Parental Altruism and Inter Vivos Transfers: Theory and Evidence
Fumio Hayashi and
Laurence Kotlikoff ()
No 5378, NBER Working Papers from National Bureau of Economic Research, Inc
This paper uses PSID data on the extended family to test whether inter vivos transfers from parents to children are motivated by altruism. Specifically, the paper tests whether an increase by one dollar in the income of parents actively making transfers to a child coupled with a one dollar reduction in that child's income results in the parents increasing their transfer to the child by one dollar. This restriction on parental and child transfer-income derivatives is derived for the standard altruism model augmented to include uncertain and liquidity constraints. These additional elements pin down the timing of inter vivos transfers. The paper's method of estimating income-transfer derivatives takes into account unobserved heterogeneity across families in the degree of altruism. The findings strongly reject the altruism hypothesis. Redistributing one dollar from a recipient child to donor parents leads to less than a 13 cent increase in the parents' transfer to the child -- far less than the one dollar increase implied by altruism.
JEL-codes: D10 D91 (search for similar items in EconPapers)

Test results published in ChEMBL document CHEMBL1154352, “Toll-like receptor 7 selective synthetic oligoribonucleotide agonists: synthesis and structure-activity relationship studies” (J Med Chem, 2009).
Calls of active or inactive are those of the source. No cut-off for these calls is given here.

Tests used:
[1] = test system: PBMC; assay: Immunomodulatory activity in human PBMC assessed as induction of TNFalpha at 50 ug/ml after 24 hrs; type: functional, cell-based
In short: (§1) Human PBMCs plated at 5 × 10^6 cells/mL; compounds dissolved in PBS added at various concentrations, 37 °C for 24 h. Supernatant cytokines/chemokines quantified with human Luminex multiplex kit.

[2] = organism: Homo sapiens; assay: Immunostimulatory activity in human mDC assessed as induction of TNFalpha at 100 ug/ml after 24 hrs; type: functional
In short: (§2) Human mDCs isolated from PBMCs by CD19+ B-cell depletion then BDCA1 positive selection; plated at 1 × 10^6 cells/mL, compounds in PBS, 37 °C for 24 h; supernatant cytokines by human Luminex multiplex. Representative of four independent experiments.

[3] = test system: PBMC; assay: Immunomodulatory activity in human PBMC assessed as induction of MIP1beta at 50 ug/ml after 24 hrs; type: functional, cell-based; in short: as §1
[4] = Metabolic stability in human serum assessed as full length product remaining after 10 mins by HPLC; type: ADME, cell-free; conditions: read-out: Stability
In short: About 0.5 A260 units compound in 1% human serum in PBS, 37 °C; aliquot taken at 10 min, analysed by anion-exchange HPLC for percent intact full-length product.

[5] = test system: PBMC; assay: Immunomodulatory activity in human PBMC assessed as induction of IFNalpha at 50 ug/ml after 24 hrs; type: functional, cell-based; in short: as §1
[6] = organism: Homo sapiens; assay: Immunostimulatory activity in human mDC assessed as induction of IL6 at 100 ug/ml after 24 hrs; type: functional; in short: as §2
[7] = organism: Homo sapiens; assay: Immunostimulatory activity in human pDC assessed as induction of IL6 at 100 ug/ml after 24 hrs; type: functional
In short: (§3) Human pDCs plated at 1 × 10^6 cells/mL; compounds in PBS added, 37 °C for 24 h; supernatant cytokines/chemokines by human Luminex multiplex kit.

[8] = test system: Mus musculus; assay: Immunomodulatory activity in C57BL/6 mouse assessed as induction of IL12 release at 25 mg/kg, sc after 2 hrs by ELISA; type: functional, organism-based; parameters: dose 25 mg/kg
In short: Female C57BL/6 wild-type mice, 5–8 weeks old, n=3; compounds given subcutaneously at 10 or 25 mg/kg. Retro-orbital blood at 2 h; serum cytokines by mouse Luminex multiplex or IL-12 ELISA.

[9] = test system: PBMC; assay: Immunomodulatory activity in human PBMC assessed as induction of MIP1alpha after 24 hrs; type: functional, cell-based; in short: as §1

Note: LS PE
References: View references in EconPapers View complete reference list from CitEc
Citations: View citations in EconPapers (16) Track citations by RSS feed
Published as Altonji, Joseph G., Fumio Hayashi and Laurence J. Kotlikoff. "Parental Altruism And Inter Vivos Transfers: Theory And Evidence," Journal of Political Economy, 1997, v105(6,Dec), 1121-1166.
Downloads: (external link)
Journal Article: Parental Altruism and Inter Vivos Transfers: Theory and Evidence (1997)
Working Paper: Parental Altruism and Inter Vivos Transfers: Theory and Evidence (1995)
Working Paper: Parental Altruism and Inter Vivos Transfers: Theory and Evidence
This item may be available elsewhere in EconPapers: Search for items with the same title.
Export reference: BibTeX
RIS (EndNote, ProCite, RefMan)
Persistent link: https://EconPapers.repec.org/RePEc:nbr:nberwo:5378
Ordering information: This working paper can be ordered from
Access Statistics for this paper
More papers in NBER Working Papers from National Bureau of Economic Research, Inc National Bureau of Economic Research, 1050 Massachusetts Avenue Cambridge, MA 02138, U.S.A.. Contact information at EDIRC.
Bibliographic data for series maintained by ().